GREENVILLE — Heroin is known as a powerful and illegal street drug and opiate, derived from morphine.
Heroin is cheap, and that’s one reason people get hooked. One “high” ranges from $5 to $20 dollars, but often times users realize the higher cost of the habit, after it is too late.
“The addiction is stronger than the fear of death,” Darke County Sheriff’s Office Chief Deputy Mark Whittaker said.
Statistics are proving that. According to the Centers for Disease Control and Prevention (CDC), states with statistically significant increases in drug overdose death rates, from 2014 to 2015, included Ohio, which went up 21.5 percent. Additionally, opioids—prescription and illicit—are the main driver of drug overdose deaths. The CDC said opioids were involved in 33,091 deaths in 2015, and opioid overdoses have quadrupled since 1999.
The Darke County numbers show, in 2016, there were 17 deaths ruled “accidental” between the ages of 22-58, 13 of which were male.
In addition to its economy, other factors contributing to heroin use are gateway drugs. A strong correlation exists between a misuse of prescription opiods and starting heroin abuse, especially among young people, according to the CDC. More than nine in 10 people who used heroin also used at least one other drug, the CDC said, which goes back to economics. According to Chief Deputy Whittaker, heroin on the street is cheaper and easier to obtain than prescription drugs. It is also easier to get.
“People that have become addicted to prescription pain medication, face more stringent processes and controls to obtain the medication therefore turning to heroin,” Chief Deputy Whittaker said.
Therein lies a bigger more dangerous problem. The quality of the drug is not a consideration for many addicts. Since heroin has no medical use, it is only available through illicit black markets, therefore, nobody knows what they will get in a substance marketed as heroin. According to the John Hopkins University, heroin can be anywhere between 3 and 99 percent pure, making the effects of any batch highly unpredictable.
Recently, reports of heroin being cut with fentanyl are alarming health experts across the nation. Fentanyl is a synthetic opioid considered to be 30-50 times more potent than heroin. The numbers in Darke County, according to the county Coroner’s Office show heroin tainted with or cut with fentanyl has been increasing since 2013. Other mixes have have been showing up, such as methadone, cocaine, carfentanil and others.
“Synthetic forms of heroin, like fentanyl, are many times more powerful than heroin and have made the drugs for sale on our streets deadlier and more addictive than ever,” U.S. Senator Rob Portman (R-OH) said in his February 1 statement regarding a New Report on a fentanyl influx from China. “This new report confirms that China is the global source of fentanyl and that Chinese exporters use various methods to covertly ship drugs into the United States, including through the mail.”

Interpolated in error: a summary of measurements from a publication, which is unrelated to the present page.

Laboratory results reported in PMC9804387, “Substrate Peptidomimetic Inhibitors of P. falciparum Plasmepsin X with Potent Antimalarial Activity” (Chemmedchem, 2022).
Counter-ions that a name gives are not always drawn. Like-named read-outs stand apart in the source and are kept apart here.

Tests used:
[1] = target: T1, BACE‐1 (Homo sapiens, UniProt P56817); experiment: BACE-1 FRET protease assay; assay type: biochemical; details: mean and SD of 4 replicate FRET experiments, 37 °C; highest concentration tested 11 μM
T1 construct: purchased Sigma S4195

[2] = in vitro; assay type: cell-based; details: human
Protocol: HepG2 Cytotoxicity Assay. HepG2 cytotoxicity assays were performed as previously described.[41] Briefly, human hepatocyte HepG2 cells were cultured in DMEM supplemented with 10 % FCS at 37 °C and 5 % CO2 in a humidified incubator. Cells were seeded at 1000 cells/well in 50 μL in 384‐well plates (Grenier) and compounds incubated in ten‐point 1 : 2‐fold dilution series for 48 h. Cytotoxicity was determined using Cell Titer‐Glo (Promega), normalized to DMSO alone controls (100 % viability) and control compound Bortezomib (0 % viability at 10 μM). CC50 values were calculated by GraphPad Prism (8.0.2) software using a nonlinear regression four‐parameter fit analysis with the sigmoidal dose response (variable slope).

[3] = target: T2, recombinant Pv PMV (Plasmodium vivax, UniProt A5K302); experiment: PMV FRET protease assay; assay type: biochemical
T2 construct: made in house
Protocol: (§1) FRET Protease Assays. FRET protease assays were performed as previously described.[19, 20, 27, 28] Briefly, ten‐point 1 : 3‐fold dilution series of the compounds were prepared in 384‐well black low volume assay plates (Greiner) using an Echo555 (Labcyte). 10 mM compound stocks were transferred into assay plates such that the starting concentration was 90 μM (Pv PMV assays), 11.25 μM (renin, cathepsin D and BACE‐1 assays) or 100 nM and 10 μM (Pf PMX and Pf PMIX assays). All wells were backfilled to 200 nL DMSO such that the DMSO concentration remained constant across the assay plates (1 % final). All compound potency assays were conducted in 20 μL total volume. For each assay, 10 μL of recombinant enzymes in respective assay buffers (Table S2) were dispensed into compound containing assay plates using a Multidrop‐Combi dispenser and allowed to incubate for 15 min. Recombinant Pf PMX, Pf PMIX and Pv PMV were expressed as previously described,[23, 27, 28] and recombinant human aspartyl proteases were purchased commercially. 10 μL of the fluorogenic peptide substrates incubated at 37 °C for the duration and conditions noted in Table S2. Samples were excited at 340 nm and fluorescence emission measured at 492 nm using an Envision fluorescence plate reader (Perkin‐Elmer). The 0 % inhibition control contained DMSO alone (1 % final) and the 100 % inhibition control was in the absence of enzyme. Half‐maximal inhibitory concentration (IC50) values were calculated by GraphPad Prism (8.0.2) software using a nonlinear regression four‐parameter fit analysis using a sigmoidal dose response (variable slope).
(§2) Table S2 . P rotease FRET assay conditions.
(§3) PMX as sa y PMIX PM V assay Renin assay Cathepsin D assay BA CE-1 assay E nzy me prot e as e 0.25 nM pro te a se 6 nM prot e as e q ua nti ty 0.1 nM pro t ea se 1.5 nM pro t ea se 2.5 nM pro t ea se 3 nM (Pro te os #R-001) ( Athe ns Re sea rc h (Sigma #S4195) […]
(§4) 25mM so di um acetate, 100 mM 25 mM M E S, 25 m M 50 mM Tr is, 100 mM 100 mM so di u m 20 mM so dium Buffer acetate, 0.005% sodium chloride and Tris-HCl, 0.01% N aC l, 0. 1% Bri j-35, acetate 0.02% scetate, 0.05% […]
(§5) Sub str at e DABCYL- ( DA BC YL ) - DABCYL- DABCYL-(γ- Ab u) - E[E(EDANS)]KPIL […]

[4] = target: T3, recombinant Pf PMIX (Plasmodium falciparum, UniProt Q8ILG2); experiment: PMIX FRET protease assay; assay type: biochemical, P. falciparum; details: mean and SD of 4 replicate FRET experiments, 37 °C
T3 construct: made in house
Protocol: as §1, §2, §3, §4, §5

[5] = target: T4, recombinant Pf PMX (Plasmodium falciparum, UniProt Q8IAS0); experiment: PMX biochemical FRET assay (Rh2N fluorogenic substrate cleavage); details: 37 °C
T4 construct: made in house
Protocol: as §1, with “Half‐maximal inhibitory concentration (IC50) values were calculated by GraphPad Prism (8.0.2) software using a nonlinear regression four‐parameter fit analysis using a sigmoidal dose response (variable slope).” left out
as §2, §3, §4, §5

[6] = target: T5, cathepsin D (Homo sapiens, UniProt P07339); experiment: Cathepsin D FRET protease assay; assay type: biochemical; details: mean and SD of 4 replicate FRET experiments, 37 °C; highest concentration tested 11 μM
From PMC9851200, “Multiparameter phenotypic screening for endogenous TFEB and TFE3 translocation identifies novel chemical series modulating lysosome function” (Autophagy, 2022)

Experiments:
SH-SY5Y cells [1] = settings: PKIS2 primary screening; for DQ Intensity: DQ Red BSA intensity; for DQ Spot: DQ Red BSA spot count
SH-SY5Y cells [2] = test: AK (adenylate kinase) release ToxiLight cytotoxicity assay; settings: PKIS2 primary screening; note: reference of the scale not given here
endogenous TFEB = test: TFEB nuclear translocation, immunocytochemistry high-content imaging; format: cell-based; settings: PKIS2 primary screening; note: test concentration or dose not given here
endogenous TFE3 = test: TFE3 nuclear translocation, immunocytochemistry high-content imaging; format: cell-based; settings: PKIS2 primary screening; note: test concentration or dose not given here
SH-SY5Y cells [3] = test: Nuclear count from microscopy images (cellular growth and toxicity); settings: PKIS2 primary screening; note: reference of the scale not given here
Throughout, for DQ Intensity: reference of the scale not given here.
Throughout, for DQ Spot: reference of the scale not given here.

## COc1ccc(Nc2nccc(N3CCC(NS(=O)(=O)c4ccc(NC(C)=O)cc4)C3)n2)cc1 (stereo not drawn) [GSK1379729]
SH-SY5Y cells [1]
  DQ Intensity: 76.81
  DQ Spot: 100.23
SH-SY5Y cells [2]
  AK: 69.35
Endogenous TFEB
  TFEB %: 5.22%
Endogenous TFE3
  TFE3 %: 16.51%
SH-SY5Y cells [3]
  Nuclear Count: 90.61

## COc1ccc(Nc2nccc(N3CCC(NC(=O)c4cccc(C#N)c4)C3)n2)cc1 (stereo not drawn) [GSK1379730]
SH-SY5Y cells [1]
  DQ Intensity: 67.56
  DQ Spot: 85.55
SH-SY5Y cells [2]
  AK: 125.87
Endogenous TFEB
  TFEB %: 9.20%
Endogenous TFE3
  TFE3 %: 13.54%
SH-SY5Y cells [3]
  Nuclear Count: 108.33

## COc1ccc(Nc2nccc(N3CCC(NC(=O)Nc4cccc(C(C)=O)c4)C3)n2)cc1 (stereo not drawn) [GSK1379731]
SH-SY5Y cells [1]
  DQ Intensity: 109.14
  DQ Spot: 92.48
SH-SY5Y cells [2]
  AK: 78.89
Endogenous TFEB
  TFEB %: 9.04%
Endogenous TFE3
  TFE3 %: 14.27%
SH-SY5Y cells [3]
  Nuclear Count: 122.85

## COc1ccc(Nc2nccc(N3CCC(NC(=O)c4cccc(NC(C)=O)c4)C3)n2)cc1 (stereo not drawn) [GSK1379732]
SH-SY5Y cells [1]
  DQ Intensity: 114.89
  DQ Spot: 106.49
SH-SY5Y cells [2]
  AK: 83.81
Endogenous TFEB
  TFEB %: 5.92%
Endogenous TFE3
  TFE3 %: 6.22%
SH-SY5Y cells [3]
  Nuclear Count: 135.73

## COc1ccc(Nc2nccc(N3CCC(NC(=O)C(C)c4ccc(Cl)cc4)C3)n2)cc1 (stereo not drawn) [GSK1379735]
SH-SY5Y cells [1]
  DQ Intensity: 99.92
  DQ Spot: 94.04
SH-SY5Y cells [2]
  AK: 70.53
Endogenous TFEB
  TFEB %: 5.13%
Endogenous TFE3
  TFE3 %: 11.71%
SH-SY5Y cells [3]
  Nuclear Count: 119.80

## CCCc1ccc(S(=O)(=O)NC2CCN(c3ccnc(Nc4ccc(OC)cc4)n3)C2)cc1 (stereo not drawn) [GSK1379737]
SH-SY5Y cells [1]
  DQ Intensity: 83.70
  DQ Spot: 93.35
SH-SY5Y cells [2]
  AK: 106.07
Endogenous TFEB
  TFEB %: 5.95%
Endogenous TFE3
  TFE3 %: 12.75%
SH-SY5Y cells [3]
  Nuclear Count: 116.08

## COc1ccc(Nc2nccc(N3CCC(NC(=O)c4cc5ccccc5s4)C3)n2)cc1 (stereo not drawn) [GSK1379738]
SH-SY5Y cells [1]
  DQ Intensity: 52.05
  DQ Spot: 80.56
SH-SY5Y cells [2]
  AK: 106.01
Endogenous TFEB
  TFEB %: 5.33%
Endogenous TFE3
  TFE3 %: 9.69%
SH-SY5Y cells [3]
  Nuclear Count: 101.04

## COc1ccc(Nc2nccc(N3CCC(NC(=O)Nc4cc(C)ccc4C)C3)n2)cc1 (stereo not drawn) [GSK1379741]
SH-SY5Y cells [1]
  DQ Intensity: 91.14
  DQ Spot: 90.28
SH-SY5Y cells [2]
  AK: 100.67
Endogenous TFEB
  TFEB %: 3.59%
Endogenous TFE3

Unfortunately, safety is not a consideration when one is physically and psychologically addicted to a drug. It seems the more important factors for those addicted include the feeling of the high and its lasting potential. These can bring in some unreliable measures.
“In the past two years, we have seen what we believe was the intent to purchase and use heroin, which in 2016, may have changed to knowingly obtaining fentanyl only, which is 40-50 times more potent,” the county Coroner’s Office stated.
While heroin may be a bargain, it and other drugs cost a fortune in related costs. Abuse of tobacco, alcohol, and illicit drugs costs the United States more than $700 billion, annually, in costs related to crime, lost work productivity and health care, according to the National Institute on Drug Abuse. In Darke County much cost goes into various departments from unclaimed bodies at the morgue to strains on law enforcement, emergency and hospital staff. The courts are full of cases that stem from drugs, according to Common Pleas Court Judge Jonathan Hein.
“A high majority of theft cases are motivated by drug-seeking persons,” he said. “Also, most burglary cases are motivated by drug-seeking persons. I suspect that 80 percent, or more, of defendants getting a PSI [pre-sentence investigation] report have a noticeable drug problem [though not always heroin/opiates].”
Chief Deputy Whittaker said that every division of the Sheriff’s Office, including: patrol, the county jail and 911 communications are impacted by the drug problem. He said the departments receive drug overdose calls almost every day. The calls coming into 911 relating to drugs, include unconscious unresponsive people, to suspected impaired drivers swerving all over the roadway.
In 2016, the department received 93 calls for possible overdose, in January, 2017, they had 31 overdose calls – almost a third of the number they had the entire year of 2016, according to Whittaker. The patrol deputies respond to these calls and assist in securing the scene, while Emergency Medical Services (EMS) treat the victims.
“Darke County Sheriff’s Deputies have administered Narcan, an opiate anecdote that can reverse the effects of an overdose of heroin or some types of painkillers, at least twice so far this year, before EMS arrival on scene,” Whittaker said.
While heroin is a predominant drug problem, Chief Deputy Whittaker also warned about other drugs the department sees. Methamphetamine is becoming very prevalent again, he said.
“It appears there has been no disruption in the supply of heroin,” he said. “There is little consequence to dealing drugs at the felony five and four level which makes up most of the drug dealers in Darke County.”
EDS NOTE: This is the first story in the series titled “Fatal Addiction” that will address the drug problem and effects on residents and resources in Darke County.